Why your service desk application is not an employee experience platform
Enterprises everywhere are looking to technology to upgrade their employee experience and increase profit. At the same time, vendors everywhere are vying for their business. As a result, the market is getting murky with enterprise technology providers of all types spilling into the employee experience space, claiming to have the all-up solution to their problems. So, can your service desk and workflow application also become your all-up employee experience solution at the heart of your digital workplace?
The employee experience technology landscape is getting murky
According to Gallup, 77% of employees worldwide are disengaged at work and 6 in 10 are ‘quietly quitting’. These low engagement scores are estimated to be costing the global economy $8.8tr. It’s no surprise then that enterprises everywhere are clamoring to reverse the tide on engagement and turning to technology to do so.
As a result, we’ve seen the employee experience technology market explode. Everyone wants a piece of the pie. And that means vendors of all types in the enterprise technology space are turning their attention, and their messaging, towards the employee experience.
From Microsoft and the launch of the Viva suite back in 2021 to workflow and service desk applications now beginning to position themselves as employee experience platforms, everyone is claiming to be able to provide the all-up solution to employee experience challenges. And with IT teams looking to make their budgets stretch as far as possible, the temptation to extend the use-case of an existing technology is palpable. But is it the right way to go? Can a service desk and workflow application really function as a true employee experience platform?
Service desk and workflow apps vs true employee experience platforms
To get to the bottom of this debate, we must first understand the difference between the two offerings.
A true employee experience platform is designed from inception to act as an exquisitely designed front door to the digital workplace. They are designed from the ground up to prime employee engagement and simplify the digital experience through impactful integrations. EXPs are comms-centric, UX-first, and they tackle productivity from a ‘how can we make it easier for the average employee to complete common tasks and access siloed information?’ standpoint.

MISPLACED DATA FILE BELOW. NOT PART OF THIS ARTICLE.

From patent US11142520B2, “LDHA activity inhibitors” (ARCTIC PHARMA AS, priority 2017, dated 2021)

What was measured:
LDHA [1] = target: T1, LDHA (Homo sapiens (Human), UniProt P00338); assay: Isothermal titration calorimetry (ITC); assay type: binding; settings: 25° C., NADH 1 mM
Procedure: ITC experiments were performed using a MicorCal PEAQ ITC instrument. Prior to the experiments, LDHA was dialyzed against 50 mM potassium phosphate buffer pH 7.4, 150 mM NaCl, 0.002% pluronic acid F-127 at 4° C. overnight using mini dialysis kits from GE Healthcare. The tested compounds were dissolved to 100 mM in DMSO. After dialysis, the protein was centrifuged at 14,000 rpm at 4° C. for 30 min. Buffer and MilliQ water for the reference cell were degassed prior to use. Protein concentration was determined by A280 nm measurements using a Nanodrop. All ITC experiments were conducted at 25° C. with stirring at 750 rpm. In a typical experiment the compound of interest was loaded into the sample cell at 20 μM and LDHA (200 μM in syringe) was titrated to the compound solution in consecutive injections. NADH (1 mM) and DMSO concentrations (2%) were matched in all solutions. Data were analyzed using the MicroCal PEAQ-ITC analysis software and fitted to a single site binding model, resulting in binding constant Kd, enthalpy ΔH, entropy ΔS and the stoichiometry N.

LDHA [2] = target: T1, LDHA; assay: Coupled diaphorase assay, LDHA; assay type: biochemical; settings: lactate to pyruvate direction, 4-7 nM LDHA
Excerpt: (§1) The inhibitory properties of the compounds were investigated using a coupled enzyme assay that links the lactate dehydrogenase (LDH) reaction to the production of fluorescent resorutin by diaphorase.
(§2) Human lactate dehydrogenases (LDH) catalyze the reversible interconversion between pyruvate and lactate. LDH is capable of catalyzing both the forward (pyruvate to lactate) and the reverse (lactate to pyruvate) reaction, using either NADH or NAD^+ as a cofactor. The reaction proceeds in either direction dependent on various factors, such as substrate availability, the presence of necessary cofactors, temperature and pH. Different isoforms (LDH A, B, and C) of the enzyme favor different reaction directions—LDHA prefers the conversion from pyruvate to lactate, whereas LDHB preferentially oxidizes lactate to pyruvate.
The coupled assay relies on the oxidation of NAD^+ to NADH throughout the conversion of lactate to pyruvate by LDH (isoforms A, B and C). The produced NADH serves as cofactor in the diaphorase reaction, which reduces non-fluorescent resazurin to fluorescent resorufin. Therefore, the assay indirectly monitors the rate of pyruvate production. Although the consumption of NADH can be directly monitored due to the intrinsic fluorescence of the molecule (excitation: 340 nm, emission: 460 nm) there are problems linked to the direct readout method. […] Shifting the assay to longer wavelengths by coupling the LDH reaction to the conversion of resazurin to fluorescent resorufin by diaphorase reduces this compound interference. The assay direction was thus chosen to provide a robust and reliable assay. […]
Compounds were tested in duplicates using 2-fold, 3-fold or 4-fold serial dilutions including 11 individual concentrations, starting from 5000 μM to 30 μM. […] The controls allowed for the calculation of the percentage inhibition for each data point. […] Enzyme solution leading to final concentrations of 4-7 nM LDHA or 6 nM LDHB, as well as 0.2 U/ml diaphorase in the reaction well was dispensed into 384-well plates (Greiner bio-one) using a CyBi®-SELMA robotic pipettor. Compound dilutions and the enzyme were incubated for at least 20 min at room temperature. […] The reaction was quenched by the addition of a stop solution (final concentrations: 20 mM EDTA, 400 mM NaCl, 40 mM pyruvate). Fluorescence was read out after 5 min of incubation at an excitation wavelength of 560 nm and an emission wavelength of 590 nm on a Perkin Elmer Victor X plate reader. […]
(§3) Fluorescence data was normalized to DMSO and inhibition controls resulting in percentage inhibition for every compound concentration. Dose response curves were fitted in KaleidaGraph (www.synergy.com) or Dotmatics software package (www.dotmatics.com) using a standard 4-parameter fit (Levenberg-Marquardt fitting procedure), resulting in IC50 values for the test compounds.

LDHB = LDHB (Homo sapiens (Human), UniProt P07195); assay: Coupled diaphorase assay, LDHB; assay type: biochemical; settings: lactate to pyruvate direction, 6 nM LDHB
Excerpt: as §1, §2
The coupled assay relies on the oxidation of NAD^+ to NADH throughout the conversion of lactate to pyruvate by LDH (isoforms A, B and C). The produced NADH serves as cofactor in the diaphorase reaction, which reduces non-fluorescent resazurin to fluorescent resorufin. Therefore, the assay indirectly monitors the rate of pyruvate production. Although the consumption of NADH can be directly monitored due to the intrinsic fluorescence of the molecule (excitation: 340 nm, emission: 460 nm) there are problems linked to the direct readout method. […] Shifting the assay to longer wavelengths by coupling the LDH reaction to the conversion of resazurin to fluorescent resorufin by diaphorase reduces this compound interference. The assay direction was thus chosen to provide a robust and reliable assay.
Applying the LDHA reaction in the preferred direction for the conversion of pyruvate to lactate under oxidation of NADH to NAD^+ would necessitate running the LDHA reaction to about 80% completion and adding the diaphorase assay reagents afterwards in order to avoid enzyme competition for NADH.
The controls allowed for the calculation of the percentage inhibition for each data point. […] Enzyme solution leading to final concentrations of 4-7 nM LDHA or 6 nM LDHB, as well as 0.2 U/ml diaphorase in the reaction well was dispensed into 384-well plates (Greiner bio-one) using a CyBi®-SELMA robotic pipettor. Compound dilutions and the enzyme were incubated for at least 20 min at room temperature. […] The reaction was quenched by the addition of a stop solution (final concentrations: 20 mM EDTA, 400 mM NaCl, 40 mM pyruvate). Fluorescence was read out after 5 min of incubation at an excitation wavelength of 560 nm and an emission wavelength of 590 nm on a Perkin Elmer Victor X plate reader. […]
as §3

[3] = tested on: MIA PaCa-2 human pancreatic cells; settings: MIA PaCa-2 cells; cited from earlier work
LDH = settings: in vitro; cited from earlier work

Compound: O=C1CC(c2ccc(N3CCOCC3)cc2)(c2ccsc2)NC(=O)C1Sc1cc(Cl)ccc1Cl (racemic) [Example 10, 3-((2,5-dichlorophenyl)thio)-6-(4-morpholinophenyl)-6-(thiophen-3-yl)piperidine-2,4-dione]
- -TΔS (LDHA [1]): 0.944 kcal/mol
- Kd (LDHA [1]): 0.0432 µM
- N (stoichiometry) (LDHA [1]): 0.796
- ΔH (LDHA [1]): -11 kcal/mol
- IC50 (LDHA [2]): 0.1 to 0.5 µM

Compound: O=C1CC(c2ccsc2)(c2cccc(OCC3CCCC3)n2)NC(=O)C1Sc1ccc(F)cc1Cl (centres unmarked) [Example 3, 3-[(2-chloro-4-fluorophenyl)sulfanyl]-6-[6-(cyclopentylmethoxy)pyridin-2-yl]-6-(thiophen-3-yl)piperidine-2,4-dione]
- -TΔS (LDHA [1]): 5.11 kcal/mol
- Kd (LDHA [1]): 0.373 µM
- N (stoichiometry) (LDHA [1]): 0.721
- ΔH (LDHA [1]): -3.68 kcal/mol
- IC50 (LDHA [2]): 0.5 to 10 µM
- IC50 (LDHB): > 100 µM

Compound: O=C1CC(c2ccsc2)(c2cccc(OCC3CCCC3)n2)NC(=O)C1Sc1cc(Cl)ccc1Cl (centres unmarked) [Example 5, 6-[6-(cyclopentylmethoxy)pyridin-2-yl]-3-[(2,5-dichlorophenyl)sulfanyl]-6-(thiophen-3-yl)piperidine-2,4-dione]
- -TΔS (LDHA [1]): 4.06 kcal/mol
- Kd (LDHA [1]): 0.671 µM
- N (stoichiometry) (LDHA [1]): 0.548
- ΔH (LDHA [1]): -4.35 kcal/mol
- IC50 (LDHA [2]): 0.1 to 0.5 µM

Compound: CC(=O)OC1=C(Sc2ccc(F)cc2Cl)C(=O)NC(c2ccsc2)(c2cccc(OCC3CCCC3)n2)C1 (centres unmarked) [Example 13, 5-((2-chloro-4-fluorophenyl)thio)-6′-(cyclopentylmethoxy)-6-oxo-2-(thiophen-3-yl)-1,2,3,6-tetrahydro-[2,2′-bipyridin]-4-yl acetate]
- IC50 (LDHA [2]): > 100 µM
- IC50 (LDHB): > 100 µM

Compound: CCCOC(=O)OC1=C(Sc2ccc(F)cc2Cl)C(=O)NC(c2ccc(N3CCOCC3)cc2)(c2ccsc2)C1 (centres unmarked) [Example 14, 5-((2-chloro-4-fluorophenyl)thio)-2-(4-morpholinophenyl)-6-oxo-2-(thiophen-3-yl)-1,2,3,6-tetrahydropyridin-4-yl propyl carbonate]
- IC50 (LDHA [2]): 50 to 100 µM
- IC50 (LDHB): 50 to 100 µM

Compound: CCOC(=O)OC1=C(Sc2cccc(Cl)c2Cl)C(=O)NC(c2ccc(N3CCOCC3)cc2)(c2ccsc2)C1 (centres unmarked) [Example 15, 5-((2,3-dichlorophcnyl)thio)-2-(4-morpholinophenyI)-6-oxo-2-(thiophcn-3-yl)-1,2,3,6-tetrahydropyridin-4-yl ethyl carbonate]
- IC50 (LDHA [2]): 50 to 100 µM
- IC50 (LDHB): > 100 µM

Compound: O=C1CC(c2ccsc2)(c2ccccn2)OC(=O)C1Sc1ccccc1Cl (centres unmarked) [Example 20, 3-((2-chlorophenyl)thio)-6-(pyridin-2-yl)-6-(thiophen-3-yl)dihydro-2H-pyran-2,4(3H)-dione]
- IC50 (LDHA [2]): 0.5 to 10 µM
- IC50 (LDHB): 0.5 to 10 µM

Intended to operate at the heart of the digital workplace, a true employee experience platform will leverage integrations to pull disparate applications together into a single pane of glass experience. This experience will lean on consumer-grade UX to entice people in and keep their attention – it will be carefully designed for intuitive navigation leveraging best practices from the most addictive consumer apps.
The ethos of the EXP is that engagement comes before productivity – when a connected, inspired, and vibrant culture is achieved, productivity integrations are then positioned to add value. That’s not to say EXPs don’t deliver on increased efficiency – you only need to look at independent analysis from Forrester to see that EXPs drive immense ROI from productivity gains – but EXP vendors understand that without culture, engagement, and adoption, increasing efficiency is a false economy.
On the flip side, we have workflow and service desk applications. These applications are firmly productivity-driven. They are excellent at orchestrating seamless workflows that streamline complex HR and IT processes. But these types of applications were not built to operate as a front door to the digital workplace, they are not designed to engage employees, and they have lackluster UX to reflect that. They can be powerful enablers once the foundations for engagement and culture are set, but, alone, they are not devised to meet this use case.
To summarize, the hallmarks of a true EXP are:
- Powerful two-way communications experiences that fuel culture and engagement
- Consumer-grade UX that drives platform adoption and engagement